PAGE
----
The turkey chicks are then reared indoors for 10-12 weeks, but I didn’t get to see any at that stage as they’re already all out in the fields. There are about 2000 turkeys in 10 acres of land, but my photo doesn’t really show how spacious that is as all the turkeys kept together, and kept following us. It was quite disconcerting to walk through the field and look back and see a mass of turkeys following!
Alongside the field was an area of woodland where the turkeys are able to go for shelter in bad weather, with lots of water stations so they can always have plenty of fresh water.
Although I was keen to pick up one of the little fluffy chicks, I wasn’t so keen to try to pick up one up when they’d reached 12-weeks, so I left that to company director, Paul Kelly.
After walking around the farm and building up an appetite it was time to try some roast turkey for lunch. This 5kg turkey was roasted for about 2 hours – which is much quicker than mass produced turkeys, because the difference is that as the turkey is reared more slowly there is more fat marbelling in the meat, and fat conducts heat so they cook more quickly. Also, they don’t recommend having the bird trussed up, so that the hot air can circulate around it more freely. They recommend cooking a turkey to 65°C, and even provide a thermometer with their turkeys so customers can check because they’ve found that many customers don’t believe that turkey will cook that quickly. The turkey was cooked upside-down for the first hour as the fat deposits are along the back, so that keeps the meat moist, then it was turned over for the rest of the cooking time to get an all-over golden skin. About 76% of us eat turkey for Christmas, and for most of us it’s the only time that we cook turkey during the year and many people are nervous about getting it right, particularly if there are lots of people coming for dinner, but really it’s just like cooking a big chicken, and simply cooked is often the best way of serving it.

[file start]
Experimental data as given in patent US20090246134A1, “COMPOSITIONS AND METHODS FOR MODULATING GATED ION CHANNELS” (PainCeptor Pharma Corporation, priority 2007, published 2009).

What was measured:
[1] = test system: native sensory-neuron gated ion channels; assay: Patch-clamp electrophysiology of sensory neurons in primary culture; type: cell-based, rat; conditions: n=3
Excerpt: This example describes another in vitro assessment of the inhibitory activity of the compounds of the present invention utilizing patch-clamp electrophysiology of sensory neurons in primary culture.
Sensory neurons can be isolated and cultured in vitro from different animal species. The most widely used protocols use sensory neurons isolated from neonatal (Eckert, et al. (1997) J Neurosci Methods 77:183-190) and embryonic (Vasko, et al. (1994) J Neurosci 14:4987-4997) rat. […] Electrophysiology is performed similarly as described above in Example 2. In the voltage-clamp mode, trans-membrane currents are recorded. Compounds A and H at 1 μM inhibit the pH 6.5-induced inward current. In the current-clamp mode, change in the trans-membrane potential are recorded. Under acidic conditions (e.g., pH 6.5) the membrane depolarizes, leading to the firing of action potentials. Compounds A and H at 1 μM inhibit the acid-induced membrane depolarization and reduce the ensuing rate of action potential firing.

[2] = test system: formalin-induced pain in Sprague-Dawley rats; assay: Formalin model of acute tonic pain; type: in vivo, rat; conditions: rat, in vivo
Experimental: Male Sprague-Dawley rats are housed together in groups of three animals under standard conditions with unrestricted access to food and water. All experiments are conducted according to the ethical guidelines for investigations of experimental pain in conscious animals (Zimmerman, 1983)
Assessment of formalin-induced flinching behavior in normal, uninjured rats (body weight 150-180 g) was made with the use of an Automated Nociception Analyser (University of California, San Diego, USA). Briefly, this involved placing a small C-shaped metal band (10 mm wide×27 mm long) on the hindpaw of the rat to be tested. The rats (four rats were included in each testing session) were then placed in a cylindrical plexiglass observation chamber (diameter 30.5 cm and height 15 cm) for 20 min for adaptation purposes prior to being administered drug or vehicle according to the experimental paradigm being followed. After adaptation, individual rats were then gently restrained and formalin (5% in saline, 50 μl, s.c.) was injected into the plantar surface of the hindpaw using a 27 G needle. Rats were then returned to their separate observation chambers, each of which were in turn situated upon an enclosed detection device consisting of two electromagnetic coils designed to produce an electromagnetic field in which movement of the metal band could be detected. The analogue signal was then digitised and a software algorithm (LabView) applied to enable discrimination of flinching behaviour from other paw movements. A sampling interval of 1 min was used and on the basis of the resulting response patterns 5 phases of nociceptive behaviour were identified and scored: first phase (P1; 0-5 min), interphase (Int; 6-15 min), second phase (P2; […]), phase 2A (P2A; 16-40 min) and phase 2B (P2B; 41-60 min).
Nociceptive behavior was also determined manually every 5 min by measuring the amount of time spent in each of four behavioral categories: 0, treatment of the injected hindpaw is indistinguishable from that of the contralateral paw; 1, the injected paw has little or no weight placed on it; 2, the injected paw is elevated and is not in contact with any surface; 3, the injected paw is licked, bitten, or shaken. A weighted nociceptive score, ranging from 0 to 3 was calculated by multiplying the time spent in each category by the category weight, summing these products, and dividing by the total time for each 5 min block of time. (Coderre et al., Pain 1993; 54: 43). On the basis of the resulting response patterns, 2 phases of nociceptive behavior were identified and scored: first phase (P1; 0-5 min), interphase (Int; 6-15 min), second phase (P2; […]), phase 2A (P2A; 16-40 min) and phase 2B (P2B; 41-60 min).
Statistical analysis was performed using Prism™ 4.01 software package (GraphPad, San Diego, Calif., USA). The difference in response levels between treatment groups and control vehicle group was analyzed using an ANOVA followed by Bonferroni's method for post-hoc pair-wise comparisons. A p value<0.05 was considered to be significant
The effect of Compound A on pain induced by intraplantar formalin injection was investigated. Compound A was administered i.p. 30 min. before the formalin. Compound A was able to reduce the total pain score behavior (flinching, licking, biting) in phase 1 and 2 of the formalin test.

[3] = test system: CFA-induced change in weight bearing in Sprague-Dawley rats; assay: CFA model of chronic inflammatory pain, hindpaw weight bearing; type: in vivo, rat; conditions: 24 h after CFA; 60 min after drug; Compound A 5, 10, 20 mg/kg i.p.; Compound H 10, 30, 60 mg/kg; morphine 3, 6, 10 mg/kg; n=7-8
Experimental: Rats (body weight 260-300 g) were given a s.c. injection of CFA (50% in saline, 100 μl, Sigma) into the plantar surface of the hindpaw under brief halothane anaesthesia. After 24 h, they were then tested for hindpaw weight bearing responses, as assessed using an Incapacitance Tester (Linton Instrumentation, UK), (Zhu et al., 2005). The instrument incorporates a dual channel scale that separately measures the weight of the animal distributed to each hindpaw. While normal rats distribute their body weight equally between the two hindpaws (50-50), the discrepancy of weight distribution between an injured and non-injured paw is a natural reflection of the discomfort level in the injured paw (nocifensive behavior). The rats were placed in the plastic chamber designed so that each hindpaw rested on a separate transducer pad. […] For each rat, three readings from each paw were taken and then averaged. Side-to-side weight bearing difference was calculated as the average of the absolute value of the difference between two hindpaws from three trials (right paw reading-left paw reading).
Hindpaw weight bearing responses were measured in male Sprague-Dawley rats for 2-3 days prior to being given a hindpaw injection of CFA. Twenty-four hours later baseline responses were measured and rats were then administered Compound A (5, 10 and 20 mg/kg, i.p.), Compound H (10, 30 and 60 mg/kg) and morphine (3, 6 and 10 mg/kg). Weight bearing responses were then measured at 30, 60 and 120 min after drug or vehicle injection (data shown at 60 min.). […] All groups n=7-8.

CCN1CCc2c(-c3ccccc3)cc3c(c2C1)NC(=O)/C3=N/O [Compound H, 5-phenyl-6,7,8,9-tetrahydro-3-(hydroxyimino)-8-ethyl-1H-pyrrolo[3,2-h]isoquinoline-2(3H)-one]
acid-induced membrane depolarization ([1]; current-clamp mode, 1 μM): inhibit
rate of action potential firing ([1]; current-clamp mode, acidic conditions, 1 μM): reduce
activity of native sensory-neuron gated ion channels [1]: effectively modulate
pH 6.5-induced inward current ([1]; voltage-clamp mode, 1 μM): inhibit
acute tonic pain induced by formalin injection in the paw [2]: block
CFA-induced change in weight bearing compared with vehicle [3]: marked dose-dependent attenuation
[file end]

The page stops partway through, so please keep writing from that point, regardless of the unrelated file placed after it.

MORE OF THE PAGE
The way that they recommend carving turkey is different to how we usually do it. What Paul does is to take a whole breast off the bird, and then he takes the skin off that. He puts the skin back in the oven to crisp it up so it’s like a turkey crackling.
Then next, he slices the breast meat across the grain, and this way he’s able to get more servings from it than carving it in the traditional way. There were 8 of us for lunch, and we all had enough meat from just half the turkey. Usually when I’ve carved a turkey I have meat left on the carcass which I pick off for a hot-pot, whereas carving it this way you get more nice slices of meat and don’t need to spend so much time to get all the meat from it.
As it was a lovely summer day we had the turkey with a salad with roasted butternut squash and beetroot, which was a nice alternative to traditional roast vegetables and sprouts.
I’ve had several friends ask me what I’ll be having for Christmas dinner this year, suggesting that maybe after seeing the young turkeys I’ll choose a nut roast – but I can assure you that it’s still going to be turkey on the Woman’s Weekly menu – Kelly Bronze ones!